Popular fish species disappear from Turkey’s Marmara and Black Seas

Popular fish species disappear from Turkey’s Marmara and Black Seas

Popular fish species disappear from Turkey’s Marmara and Black Seas

Bluefin tuna. Image from Pxhere, CC0.

Bluefin tuna, swordfish and Atlantic mackerel are among the fish species considered commercially extinct or extirpated on the Turkish side of the Marmara and Black Seas.

A new study by researchers with the Sea Around Us initiative at the University of British Columbia, Mersea Marine Conservation Consulting, Turkey’s Central Fisheries Research Institute and the Institute of Marine Sciences and Management at the University of Istanbul, found that 17 fish species have been extirpated and 17 are commercially extinct in Turkey’s Black Sea, while 19 have been extirpated and 22 went commercially extinct in the Sea of Marmara.

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Treating fish as a public health asset can strengthen food security in lower income countries

Treating fish as a public health asset can strengthen food security in lower-income countries

Treating fish as a public health asset can strengthen food security in lower income countries

Fishing in Ada Foah, Ghana. Photo by jrwebbe, Flickr.

The food and nutrient security of billions of people worldwide depend on fish being treated as a domestic public health asset instead of a commodity.

A new paper by researchers with the Sea Around Us – Indian Ocean initiative at the University of Western Australia and the Sea Around Us global initiative at the University of British Columbia reviews evidence to back the urgent need to develop health- and nutrition-focused fisheries policies that drift away from current export-oriented, profit-maximizing policies.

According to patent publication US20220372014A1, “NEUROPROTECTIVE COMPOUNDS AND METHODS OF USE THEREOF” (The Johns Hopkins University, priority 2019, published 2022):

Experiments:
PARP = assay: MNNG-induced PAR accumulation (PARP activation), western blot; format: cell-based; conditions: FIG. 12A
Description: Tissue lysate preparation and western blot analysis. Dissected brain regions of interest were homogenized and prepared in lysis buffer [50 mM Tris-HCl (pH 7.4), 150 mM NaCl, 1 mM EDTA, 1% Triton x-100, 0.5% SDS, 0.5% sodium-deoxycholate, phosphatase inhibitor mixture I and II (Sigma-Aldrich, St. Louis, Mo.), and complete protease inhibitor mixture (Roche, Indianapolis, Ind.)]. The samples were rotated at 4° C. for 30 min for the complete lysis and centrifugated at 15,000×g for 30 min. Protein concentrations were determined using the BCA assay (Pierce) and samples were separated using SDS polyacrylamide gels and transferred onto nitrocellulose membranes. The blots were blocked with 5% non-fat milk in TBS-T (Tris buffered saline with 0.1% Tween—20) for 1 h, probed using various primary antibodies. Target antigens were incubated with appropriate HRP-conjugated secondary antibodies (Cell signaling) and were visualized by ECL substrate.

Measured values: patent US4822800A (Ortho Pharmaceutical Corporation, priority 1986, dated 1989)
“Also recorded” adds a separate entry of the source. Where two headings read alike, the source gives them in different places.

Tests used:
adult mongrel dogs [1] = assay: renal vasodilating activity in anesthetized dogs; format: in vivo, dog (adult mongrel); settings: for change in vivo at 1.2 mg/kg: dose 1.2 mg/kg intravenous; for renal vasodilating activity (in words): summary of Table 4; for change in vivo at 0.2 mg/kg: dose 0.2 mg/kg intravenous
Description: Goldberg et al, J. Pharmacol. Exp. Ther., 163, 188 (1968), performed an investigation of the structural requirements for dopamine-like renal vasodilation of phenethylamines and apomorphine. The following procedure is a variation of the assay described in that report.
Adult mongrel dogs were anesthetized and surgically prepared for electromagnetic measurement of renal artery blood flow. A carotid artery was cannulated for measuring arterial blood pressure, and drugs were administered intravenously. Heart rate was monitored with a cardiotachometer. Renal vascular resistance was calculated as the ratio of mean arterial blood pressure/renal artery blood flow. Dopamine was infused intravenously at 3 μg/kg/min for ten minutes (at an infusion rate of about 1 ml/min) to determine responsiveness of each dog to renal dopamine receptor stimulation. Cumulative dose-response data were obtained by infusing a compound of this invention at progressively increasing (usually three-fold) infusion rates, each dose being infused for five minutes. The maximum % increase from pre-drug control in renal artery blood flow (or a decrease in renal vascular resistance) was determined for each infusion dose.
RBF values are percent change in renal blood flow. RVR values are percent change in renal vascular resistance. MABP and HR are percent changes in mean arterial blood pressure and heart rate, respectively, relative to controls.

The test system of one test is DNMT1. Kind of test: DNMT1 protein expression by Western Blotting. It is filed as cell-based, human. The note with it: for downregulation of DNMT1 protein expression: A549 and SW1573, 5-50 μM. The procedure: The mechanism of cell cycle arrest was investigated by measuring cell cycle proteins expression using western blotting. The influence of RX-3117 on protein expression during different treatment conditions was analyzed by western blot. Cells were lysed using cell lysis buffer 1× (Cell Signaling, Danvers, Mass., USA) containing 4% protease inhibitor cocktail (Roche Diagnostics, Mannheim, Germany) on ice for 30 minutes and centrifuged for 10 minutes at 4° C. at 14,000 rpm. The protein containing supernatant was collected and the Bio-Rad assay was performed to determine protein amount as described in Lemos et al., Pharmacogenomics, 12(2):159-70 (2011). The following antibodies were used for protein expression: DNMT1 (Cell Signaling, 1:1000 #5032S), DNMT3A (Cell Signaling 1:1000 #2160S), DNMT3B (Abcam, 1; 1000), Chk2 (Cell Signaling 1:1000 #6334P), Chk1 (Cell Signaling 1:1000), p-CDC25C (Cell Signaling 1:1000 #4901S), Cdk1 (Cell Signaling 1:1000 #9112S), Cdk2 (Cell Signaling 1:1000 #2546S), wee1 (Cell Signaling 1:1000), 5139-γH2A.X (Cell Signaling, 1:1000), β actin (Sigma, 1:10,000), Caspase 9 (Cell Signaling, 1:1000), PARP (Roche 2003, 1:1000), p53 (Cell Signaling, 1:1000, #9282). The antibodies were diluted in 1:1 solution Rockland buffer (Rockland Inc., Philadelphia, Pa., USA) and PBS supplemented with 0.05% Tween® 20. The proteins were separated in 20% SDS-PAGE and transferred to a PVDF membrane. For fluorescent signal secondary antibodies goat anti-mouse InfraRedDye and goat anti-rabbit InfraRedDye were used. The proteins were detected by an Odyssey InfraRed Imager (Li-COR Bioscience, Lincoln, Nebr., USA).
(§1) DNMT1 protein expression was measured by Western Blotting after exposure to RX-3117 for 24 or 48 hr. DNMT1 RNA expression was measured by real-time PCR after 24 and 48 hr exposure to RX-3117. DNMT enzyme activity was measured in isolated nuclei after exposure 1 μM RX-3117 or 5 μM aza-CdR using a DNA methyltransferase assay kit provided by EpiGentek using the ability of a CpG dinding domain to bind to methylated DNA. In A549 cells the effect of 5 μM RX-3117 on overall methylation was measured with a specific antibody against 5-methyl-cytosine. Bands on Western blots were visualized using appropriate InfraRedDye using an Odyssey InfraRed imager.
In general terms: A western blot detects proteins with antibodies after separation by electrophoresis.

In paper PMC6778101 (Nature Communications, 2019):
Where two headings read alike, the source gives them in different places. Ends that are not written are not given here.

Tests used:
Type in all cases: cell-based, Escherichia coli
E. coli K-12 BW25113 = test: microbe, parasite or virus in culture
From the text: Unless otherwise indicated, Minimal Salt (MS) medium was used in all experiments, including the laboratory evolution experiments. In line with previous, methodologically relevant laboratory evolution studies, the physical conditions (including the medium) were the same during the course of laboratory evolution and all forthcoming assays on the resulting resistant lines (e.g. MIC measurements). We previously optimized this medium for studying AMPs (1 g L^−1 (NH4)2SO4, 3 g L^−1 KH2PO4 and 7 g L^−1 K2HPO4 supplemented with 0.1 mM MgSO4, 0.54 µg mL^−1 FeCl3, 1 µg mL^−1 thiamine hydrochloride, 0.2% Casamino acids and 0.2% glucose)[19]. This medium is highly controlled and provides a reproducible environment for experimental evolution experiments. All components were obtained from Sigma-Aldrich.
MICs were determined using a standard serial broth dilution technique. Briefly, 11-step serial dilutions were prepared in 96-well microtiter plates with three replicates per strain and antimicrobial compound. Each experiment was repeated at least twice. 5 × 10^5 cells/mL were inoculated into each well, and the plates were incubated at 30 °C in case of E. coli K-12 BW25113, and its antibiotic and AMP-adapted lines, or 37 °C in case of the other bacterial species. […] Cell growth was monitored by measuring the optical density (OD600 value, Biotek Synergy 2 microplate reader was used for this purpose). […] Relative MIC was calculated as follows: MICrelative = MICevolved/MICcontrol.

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Popular seafood species in sharp decline around the world

Popular seafood species in sharp decline around the world

Popular seafood species in sharp decline around the world

Octopus at a fish market in Indonesia. Photo by Deng Palomares.

Fish market favourites such as orange roughy, common octopus and pink conch are among the species of fish and invertebrates in rapid decline around the world, according to new research.

In the first study of its kind, researchers from the Sea Around Us initiative at UBC, the GEOMAR Helmholtz Centre for Ocean Research Kiel and the University of Western Australia assessed the biomass —the weight of a given population in the water— of more than 1,300 fish and invertebrate populations. They discovered global declines, some severe, of many popularly consumed species.

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